As a contrast I found a pinot noir from the same vintage from Hugel. Both were equally enjoyed and the Hugel was just perfect, still sweet, round, fruity but with enough body match the bird.I shall remember this pairing for next year!Jo Locke MW: Three bottles stood out over our snow-challenged Christmas in the Alps. Roederer’s Brut Premier was right on form and a perfect treat for three. Catherine Marshall’s 2012 Pinot Noir from South Africa (sadly long since sold out) seemed to have filled out and blossomed into a perfect match for our roast guinea fowl which delivered some gorgeous flavourful juices and meant we did not miss turkey and trimmings at home.
My family’s preference for rare beef meant bavette on Christmas Eve – on the local family butcher’s well-stocked counter a rather unattractive fibrous-looking, if lean, French cut which the dictionary described as ‘undercut of sirloin’. The recommended flash frying to ensure tenderness complemented a delicious bottle of Château Poujeaux 1996, from a Society mixed case of some years ago, which proved that more modest appellations can be a great buy in good vintages. No hurry to drink this one if you have any – indeed, we wished we had a second tucked away!
This is the third year (click on 2013 & 2012 for previous editions) that we have asked members for wine-based Christmas songs, and yet again you didn’t let us down. After two Christmases of activity, we didn’t think there was much more to give, but how wrong we were. Here are our Top Ten #ChristmasWineSongs of 2014 (with many thanks to @gingerburn, @RiponJo, @frankstero, @jamesbeyer, @Cheoffors, @markchristie, @bjobailey, @rougeabsolut, @withnail69, @ReserveAtBents and everyone else who contributed).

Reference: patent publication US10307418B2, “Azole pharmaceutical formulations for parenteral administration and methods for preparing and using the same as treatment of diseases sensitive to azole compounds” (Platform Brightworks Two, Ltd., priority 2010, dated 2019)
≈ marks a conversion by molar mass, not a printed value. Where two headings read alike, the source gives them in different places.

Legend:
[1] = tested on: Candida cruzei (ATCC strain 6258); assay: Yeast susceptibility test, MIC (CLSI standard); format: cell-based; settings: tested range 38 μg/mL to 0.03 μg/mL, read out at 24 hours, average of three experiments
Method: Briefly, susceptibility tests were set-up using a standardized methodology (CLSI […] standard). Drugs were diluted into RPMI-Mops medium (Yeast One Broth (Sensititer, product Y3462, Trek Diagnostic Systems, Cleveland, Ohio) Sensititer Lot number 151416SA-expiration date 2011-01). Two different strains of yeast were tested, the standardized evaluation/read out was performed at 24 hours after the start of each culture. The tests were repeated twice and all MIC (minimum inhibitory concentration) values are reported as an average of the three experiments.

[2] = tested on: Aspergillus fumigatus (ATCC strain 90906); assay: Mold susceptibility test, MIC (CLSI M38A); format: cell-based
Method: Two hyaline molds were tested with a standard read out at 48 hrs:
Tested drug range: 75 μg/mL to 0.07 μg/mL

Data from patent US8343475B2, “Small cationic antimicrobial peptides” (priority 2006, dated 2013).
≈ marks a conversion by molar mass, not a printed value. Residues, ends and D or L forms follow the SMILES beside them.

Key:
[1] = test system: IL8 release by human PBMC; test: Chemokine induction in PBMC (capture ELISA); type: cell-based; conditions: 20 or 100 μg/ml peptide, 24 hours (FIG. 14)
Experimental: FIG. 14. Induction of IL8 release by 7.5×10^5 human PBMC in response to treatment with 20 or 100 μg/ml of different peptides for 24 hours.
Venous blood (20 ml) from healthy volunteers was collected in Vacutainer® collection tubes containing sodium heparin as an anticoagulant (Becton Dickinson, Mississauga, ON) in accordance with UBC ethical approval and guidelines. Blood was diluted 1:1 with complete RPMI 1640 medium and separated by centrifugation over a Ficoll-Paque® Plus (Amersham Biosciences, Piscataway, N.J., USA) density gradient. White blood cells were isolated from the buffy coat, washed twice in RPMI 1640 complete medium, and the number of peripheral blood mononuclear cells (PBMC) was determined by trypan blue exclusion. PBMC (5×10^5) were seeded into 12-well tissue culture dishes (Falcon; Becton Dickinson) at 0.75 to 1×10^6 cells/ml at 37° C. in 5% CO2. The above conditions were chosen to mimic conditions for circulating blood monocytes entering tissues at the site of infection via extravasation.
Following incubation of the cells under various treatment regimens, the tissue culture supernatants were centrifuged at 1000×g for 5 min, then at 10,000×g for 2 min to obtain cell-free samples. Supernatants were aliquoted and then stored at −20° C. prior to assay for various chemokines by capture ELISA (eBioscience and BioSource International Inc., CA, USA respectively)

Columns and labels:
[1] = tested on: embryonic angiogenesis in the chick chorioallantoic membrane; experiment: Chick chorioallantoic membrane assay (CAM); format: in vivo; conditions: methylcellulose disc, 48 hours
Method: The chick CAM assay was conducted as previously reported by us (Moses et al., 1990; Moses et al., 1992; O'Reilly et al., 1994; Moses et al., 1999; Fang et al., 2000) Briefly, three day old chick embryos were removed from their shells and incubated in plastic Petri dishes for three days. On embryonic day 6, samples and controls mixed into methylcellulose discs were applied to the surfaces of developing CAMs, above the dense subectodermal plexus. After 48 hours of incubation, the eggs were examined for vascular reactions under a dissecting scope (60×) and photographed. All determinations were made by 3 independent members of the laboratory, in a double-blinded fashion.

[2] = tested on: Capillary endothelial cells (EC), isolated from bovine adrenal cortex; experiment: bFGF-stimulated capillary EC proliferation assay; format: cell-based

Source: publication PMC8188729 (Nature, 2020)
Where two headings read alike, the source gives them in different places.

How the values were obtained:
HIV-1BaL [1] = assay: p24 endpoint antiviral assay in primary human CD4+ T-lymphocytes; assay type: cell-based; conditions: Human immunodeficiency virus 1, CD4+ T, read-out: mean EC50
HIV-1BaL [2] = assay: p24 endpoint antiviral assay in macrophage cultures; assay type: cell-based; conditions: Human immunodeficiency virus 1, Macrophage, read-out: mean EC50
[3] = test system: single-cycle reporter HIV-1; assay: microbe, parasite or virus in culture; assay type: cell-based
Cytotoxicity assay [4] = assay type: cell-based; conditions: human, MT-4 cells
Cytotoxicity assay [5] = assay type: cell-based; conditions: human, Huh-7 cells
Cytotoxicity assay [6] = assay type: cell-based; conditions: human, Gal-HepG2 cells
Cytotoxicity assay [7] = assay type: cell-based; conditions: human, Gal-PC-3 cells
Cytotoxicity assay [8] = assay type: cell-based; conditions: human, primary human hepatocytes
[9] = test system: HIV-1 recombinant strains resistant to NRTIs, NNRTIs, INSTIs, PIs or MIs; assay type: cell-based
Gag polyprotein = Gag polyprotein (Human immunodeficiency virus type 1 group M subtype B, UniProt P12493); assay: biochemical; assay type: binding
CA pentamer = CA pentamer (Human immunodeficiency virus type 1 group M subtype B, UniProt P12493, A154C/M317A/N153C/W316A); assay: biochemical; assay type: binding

DRC Him Lying On A Bed Of Straw
The Furstentum Noel
In The Deep Mid Palate
All I Want For Christmas Is Cru
Vine, Vine, Emmanuel
Syrah-mid The Winter’s Snow
Oh Carmenère All Ye Faithful
Fairytale Of New Cork
A Spaceman Came Tavel-ing (by Chris de Burgundy)
You can find a fuller list by searching for #ChristmasWineSongs on Twitter.
“We wish you Maury Christmas, and an Ampuis New Year.”
The deadline for Christmas delivery is now past, but our Cellar Showroom in Stevenage will be open up until Christmas Eve for those nearby or able to make a last-minute trip. We look forward to seeing you. You can view our opening times here.
Recently I recommended a rather higher-alcohol option for members seeking a little Christmas spirit; however, whilst it is certainly the season to be jolly, watching one’s intake of everything indulgent is always something to be aware of. And of course we need not overlook those who have to drive or choose not to drink.